August 28, 2013


There are only two ways of working effectively, harder or smarter. I learned the hard way that the subjects I thought were interesting are obviously not of interest to others. My three memoirs are an apt example of this.

When a Man Loves a Rabbit: Learning and Living With Bunnies sold well, particularly since it was a debut book. I knew many rabbit owners and having been their friend, they bought a total of  two-hundred-and-fifty copies.

My second memoir, Deliverance from Jericho: Six Years in a Blind School, did poorly. At first, I felt astonished. The fact that most people with perfect sight have no interest in accounts of life in that sort of institution did not occur to me when I wrote my memoir. Neither did I record any sensational stories of abuse in it. Only blind people wanted the book but I lacked the money to have it in an accessible format. As a result, I barely sold fifty print copies.

I assumed my third book would do better. How I Was Razed: A Journey from Cultism to Christianity has been out for less than a year but it also has done poorly. Though I promoted it on Facebook, Twitter, YouTube, and Linked In, only a few copies sold.

I now realize that I should have done research on how well books on the subject of toxic churches sold. My second mistake was to assume that apologetics ministries would jump at the chance to promote my testimony of God's providential leading. Every ministry to which I sent a copy politely said "no" or failed to reply.

Though we writers find it difficult to step back from our creations and see potential pitfalls, it is possible. What we can do, and what I should have done, is enlist friends who we trust to give good suggestions on where would be the best places to plug our books or articles. Of course Googling can be of help but it does consume a lot of time. Writing groups which point the way instead of the finger are also good places for advice.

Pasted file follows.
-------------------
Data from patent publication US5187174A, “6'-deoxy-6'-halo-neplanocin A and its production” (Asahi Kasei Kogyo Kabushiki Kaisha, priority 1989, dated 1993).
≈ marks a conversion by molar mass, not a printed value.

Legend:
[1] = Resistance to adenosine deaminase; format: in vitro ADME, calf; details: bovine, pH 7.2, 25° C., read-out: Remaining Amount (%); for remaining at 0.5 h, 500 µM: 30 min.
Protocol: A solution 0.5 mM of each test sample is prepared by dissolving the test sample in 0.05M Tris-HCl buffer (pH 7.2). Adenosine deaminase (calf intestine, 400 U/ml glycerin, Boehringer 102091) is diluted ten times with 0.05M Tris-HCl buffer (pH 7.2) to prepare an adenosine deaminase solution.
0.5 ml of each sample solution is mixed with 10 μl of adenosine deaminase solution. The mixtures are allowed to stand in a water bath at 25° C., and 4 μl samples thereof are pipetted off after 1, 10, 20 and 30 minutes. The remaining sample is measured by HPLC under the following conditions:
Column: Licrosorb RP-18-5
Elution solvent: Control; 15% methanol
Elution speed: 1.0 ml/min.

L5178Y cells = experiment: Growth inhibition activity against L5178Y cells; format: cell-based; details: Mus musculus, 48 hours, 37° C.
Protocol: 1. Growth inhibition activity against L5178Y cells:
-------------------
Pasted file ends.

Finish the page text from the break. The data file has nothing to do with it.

I certainly have learned my lesson. Like attracts like. My rabbit book sold well because my friends love to read about bunny antics. If I had my blind school memoir in an accessible format, I might have sold more copies to sight-impaired people. I'm now concentrating on  telling cult recovery organizations about my journey to biblical Christianity. Time will tell if I'm successful or not.

Bruce Atchison is a freelance writer and self-published author. His articles have appeared in a wide variety of magazines since the nineties. Atchison's first two books are available at Bruce Atchison's books while his latest memoir is at Amazon, Barnes & Noble, and Virtual bookworm publishers.


  1. I'm not sure you should judge the success of a book by sales alone. Perhaps out of those fifty copies, your story really spoke to someone. If God calls you to write something, then you should do it. Maybe these were stories you needed to tell for your own sake... Just my thoughts.

  2. Bruce, while I agree with Tracy, I understand the frustration a writer can have with publishing and feeling as though no one is reading. It's like an opera singer performing to an empty auditorium. With that being said, I agree that out of all the people who got the book, perhaps some of them were really touched.

    Also, I'd say don't give up on your books. You can still put the books in a format that sight impaired people can read. If you think the message is worth getting out, continue to fight for it. The books are you babies, and you are the one who can give life to them.

    Back to the reason you posted, it is important to know your audience. Now that the book is out, you're able to understand that audience so much better. So, I say continue to push forward!

    Happy Writing!

  3. Thanks for the helpful tips, Bruce. You've done some tough work for the rest of us to learn from, and I also am sure that all of your books have landed in the right hands, by God's leading.

  4. Hey Bruce,
    I understand your frustration but your stories are important. For the fifty people who have read your books, I pray for eyes to be opened and the message shared. Unfortunately, church is more about a social club than worshiping Jesus Christ. They aren't ready to face the truth that there's is a religion, not a true faith.


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